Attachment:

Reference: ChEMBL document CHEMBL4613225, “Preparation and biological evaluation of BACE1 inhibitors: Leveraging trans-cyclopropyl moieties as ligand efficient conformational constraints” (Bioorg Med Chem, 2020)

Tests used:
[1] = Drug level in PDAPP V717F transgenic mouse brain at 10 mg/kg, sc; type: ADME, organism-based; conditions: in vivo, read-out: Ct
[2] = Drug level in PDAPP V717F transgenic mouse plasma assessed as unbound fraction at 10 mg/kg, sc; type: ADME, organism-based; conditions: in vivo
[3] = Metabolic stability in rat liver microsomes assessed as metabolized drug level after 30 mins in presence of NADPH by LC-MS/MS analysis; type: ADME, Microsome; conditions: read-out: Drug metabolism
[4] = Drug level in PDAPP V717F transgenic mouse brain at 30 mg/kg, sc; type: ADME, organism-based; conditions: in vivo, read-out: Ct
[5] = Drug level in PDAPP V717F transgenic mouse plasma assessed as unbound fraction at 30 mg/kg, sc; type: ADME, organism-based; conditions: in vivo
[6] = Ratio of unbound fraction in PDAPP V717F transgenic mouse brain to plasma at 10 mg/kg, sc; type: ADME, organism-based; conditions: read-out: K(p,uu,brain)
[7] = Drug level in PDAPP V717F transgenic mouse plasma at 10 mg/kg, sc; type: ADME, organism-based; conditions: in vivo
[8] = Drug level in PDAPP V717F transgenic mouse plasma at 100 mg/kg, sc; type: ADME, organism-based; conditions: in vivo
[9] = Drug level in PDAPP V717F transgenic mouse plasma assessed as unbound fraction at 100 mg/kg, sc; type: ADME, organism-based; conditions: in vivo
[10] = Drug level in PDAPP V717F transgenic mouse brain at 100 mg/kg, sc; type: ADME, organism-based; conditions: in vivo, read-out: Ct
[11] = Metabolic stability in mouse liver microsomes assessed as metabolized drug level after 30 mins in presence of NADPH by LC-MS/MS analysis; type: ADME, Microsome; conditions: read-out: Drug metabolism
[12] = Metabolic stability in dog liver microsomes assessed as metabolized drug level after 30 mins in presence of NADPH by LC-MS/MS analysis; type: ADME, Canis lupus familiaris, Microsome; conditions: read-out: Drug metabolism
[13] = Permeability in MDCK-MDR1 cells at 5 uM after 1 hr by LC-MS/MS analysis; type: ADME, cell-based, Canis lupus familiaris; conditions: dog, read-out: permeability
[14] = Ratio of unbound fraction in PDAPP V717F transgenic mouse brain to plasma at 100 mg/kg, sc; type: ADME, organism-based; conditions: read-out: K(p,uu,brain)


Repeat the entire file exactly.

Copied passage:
Reference: ChEMBL document CHEMBL4613225, “Preparation and biological evaluation of BACE1 inhibitors: Leveraging trans-cyclopropyl moieties as ligand efficient conformational constraints” (Bioorg Med Chem, 2020)

Tests used:
[1] = Drug level in PDAPP V717F transgenic mouse brain at 10 mg/kg, sc; type: ADME, organism-based; conditions: in vivo, read-out: Ct
[2] = Drug level in PDAPP V717F transgenic mouse plasma assessed as unbound fraction at 10 mg/kg, sc; type: ADME, organism-based; conditions: in vivo
[3] = Metabolic stability in rat liver microsomes assessed as metabolized drug level after 30 mins in presence of NADPH by LC-MS/MS analysis; type: ADME, Microsome; conditions: read-out: Drug metabolism
[4] = Drug level in PDAPP V717F transgenic mouse brain at 30 mg/kg, sc; type: ADME, organism-based; conditions: in vivo, read-out: Ct
[5] = Drug level in PDAPP V717F transgenic mouse plasma assessed as unbound fraction at 30 mg/kg, sc; type: ADME, organism-based; conditions: in vivo
[6] = Ratio of unbound fraction in PDAPP V717F transgenic mouse brain to plasma at 10 mg/kg, sc; type: ADME, organism-based; conditions: read-out: K(p,uu,brain)
[7] = Drug level in PDAPP V717F transgenic mouse plasma at 10 mg/kg, sc; type: ADME, organism-based; conditions: in vivo
[8] = Drug level in PDAPP V717F transgenic mouse plasma at 100 mg/kg, sc; type: ADME, organism-based; conditions: in vivo
[9] = Drug level in PDAPP V717F transgenic mouse plasma assessed as unbound fraction at 100 mg/kg, sc; type: ADME, organism-based; conditions: in vivo
[10] = Drug level in PDAPP V717F transgenic mouse brain at 100 mg/kg, sc; type: ADME, organism-based; conditions: in vivo, read-out: Ct
[11] = Metabolic stability in mouse liver microsomes assessed as metabolized drug level after 30 mins in presence of NADPH by LC-MS/MS analysis; type: ADME, Microsome; conditions: read-out: Drug metabolism
[12] = Metabolic stability in dog liver microsomes assessed as metabolized drug level after 30 mins in presence of NADPH by LC-MS/MS analysis; type: ADME, Canis lupus familiaris, Microsome; conditions: read-out: Drug metabolism
[13] = Permeability in MDCK-MDR1 cells at 5 uM after 1 hr by LC-MS/MS analysis; type: ADME, cell-based, Canis lupus familiaris; conditions: dog, read-out: permeability
[14] = Ratio of unbound fraction in PDAPP V717F transgenic mouse brain to plasma at 100 mg/kg, sc; type: ADME, organism-based; conditions: read-out: K(p,uu,brain)